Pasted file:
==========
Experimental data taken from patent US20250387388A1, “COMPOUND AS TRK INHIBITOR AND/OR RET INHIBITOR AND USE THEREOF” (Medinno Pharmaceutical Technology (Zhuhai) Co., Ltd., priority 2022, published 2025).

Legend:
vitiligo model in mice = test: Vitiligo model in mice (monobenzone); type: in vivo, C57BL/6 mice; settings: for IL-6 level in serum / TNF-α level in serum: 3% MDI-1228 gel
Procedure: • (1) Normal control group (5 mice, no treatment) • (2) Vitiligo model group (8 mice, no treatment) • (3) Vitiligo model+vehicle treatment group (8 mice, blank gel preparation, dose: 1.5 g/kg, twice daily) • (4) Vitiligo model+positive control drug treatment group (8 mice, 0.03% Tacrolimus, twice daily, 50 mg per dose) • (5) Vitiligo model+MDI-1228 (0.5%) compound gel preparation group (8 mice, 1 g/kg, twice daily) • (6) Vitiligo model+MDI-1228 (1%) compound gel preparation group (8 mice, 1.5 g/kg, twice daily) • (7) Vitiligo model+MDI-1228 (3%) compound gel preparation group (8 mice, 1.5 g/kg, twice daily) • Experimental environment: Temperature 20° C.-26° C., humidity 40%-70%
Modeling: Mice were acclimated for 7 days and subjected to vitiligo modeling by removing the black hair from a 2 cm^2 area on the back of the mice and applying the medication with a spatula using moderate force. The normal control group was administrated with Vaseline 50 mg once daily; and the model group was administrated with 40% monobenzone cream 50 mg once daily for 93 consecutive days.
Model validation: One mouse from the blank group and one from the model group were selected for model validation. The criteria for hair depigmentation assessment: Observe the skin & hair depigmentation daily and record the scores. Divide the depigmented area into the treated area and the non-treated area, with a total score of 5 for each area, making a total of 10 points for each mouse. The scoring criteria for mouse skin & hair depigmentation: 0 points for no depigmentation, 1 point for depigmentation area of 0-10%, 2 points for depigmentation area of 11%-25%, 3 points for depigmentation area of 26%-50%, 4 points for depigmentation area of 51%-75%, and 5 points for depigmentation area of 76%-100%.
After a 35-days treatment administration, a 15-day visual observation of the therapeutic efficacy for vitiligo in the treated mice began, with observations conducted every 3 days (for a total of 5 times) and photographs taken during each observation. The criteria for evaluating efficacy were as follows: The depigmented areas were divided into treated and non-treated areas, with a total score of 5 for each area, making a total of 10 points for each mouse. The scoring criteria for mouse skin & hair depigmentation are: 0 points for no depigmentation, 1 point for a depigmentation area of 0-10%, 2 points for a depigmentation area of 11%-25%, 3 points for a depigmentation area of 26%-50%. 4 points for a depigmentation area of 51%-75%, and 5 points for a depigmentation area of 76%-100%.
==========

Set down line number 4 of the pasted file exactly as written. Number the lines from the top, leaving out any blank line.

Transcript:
Procedure: • (1) Normal control group (5 mice, no treatment) • (2) Vitiligo model group (8 mice, no treatment) • (3) Vitiligo model+vehicle treatment group (8 mice, blank gel preparation, dose: 1.5 g/kg, twice daily) • (4) Vitiligo model+positive control drug treatment group (8 mice, 0.03% Tacrolimus, twice daily, 50 mg per dose) • (5) Vitiligo model+MDI-1228 (0.5%) compound gel preparation group (8 mice, 1 g/kg, twice daily) • (6) Vitiligo model+MDI-1228 (1%) compound gel preparation group (8 mice, 1.5 g/kg, twice daily) • (7) Vitiligo model+MDI-1228 (3%) compound gel preparation group (8 mice, 1.5 g/kg, twice daily) • Experimental environment: Temperature 20° C.-26° C., humidity 40%-70%